My children loved seeing the village and for every Christmas my mom received multiple new pieces as gifts. Her Department 56 club would tour her house for Christmas. Every year she hosted an open house for all the family and friends. When I would bring friends home for Christmas, they would marvel at how much decorating and baking she had done. Quite frankly, I miss my mom the most at Christmas time because she would go all out and decorate her house to the max for Christmas. Honestly, I do not know how old she was when she finally let someone else take over the job of putting up the outdoor lights–but it was well past the time she should be climbing a ladder.

When my husband and I married we started a new tradition and would always go to the Christmas Eve candlelight service, followed by a drive by one of the streets that was all decked out in Christmas lights. And my children got to open one gift on Christmas Eve. Sometimes they even opened socks.

My husband has passed on and my children are grown with children of their own. New traditions have started. Three of my grandchildren help me put up my Christmas tree the day after Thanksgiving. Now instead of being together on Christmas Day, we are together for Christmas Eve. I love that time together and I get out my Christmas headbands and we eat, open presents and just visit.

The one tradition I have continued is attending Christmas Eve candlelight service. I never tire of hearing the story of Jesus’ birth and most of all of his life, death, and resurrection. I love the fact that I have a Savior who left the glories of heaven and took on all the humanness that we each have every day. I love reading about his life and teachings. I am forever grateful that he covers me with his grace each and every day.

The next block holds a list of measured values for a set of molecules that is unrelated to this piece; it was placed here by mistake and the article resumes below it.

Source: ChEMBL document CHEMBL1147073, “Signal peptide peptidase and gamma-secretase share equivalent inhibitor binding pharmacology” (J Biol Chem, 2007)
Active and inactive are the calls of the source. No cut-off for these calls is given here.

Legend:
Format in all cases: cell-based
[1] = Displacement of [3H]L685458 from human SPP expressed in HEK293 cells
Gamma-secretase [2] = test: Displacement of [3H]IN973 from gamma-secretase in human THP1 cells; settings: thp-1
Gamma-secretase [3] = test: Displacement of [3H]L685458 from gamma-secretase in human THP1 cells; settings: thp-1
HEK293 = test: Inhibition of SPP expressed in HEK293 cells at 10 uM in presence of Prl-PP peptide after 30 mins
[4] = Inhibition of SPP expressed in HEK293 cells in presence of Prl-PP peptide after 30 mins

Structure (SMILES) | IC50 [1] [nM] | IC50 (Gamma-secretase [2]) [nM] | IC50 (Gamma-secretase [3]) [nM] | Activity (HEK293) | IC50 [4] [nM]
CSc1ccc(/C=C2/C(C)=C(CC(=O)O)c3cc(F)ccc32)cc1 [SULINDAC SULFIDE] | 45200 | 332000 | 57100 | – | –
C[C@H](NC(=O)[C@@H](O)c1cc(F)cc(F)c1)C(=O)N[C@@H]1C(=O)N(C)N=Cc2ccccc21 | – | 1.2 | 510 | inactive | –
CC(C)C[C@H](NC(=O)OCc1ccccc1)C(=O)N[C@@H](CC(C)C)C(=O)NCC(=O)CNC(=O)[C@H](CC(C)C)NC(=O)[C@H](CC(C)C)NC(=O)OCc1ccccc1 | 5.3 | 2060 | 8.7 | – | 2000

So while we all have traditions, and sometimes even some frantic, hectic moments during the Christmas season, make it a priority to set aside time to just soak in his presence and peace. If I am not back on here before Christmas, I am wishing each of you a blessed Christmas as you celebrate the birth of the Savior.

John 1:14 “The Word became flesh and made his dwelling among us. We have seen his glory, the glory of the one and only Son, who came from the Father, full of grace and truth.”

Screaming Fits

My friend and I went shopping and I purchased new hangers for my closet. I absolutely love these hangers because a) they all match, and b) the clothing does not seem so crowded together when I use them. We also found a new Christmas store that had absolutely lovely things in it that I can only dream about because they are not in my budget (not to mention I already have WAY too much Christmas stuff!).

After shopping we decided to dine at a Chinese fast food restaurant. We were enjoying a leisurely meal when the door was thrown open and a lady stormed into the restaurant. She threw her hands up in the air like a referee calling a touchdown and began to yell. When I say she began to yell, I mean she was screaming at the top of her lungs at the staff. Things like, “You are fired. You are a lazy bunch of people who are not doing your job! The drive-through is extremely slow and there is no excuse for that.” She was taunting the staff to come over and face her.

photo by bowie15

Initially, I thought maybe it was a store manager who had totally lost control, because she had a red apron on similar to what the workers were wearing. But then I noticed it had a totally different logo. My friend and I assumed she had gone through the drive-through and they were too slow for her. She became inappropriately angry–or dare I even say, full of rage.